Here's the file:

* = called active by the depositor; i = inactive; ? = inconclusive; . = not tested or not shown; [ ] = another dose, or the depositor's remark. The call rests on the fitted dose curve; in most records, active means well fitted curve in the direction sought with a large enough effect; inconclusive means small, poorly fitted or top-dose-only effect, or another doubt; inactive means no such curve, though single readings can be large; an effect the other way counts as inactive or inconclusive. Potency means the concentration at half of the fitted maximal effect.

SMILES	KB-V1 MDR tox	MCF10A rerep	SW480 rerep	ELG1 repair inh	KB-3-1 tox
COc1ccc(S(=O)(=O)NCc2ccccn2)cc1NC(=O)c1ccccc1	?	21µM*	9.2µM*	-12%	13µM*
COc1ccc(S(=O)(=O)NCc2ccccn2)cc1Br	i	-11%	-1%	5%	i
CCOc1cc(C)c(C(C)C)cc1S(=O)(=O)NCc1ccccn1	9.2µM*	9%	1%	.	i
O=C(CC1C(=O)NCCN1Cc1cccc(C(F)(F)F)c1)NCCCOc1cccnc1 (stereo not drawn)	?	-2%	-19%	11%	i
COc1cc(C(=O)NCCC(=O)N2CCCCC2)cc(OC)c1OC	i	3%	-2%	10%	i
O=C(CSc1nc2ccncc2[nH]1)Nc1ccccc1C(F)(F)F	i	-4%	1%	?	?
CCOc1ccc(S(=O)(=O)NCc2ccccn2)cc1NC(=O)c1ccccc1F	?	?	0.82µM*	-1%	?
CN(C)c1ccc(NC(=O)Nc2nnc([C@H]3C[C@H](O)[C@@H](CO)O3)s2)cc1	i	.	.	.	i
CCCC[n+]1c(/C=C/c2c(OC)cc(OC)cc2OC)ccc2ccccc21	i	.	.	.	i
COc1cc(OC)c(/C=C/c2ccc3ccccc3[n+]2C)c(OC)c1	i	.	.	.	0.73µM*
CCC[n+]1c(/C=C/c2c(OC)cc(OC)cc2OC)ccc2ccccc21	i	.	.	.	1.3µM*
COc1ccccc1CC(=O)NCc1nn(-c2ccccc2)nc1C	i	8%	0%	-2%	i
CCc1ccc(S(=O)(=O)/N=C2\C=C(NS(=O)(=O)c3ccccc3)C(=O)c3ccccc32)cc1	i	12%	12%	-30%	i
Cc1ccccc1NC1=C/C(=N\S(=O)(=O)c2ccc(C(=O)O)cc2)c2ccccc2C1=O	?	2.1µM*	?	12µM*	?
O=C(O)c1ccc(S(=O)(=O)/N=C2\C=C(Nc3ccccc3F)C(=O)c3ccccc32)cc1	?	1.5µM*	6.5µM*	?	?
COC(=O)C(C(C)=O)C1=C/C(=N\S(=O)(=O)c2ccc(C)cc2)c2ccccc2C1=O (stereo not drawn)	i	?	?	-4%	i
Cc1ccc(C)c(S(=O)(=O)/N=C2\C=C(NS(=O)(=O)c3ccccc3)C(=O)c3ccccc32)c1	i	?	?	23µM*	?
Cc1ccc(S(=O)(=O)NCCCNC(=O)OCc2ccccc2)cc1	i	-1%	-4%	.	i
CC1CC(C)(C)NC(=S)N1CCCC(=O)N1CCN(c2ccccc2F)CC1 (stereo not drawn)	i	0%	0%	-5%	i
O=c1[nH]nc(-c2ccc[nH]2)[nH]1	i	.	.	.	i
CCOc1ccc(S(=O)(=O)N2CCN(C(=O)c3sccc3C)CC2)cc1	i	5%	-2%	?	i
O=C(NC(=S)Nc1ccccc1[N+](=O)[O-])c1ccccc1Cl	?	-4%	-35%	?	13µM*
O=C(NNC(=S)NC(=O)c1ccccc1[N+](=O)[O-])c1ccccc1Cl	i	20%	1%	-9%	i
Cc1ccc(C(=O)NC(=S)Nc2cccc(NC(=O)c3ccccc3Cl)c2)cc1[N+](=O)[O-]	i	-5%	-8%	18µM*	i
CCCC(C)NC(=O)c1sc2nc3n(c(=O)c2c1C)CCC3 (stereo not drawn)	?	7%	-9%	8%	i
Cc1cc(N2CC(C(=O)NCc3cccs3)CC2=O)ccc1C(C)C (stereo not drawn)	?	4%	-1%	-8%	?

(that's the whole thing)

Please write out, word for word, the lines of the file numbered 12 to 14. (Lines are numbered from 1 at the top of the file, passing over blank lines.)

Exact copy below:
COc1cc(OC)c(/C=C/c2ccc3ccccc3[n+]2C)c(OC)c1	i	.	.	.	0.73µM*
CCC[n+]1c(/C=C/c2c(OC)cc(OC)cc2OC)ccc2ccccc21	i	.	.	.	1.3µM*
COc1ccccc1CC(=O)NCc1nn(-c2ccccc2)nc1C	i	8%	0%	-2%	i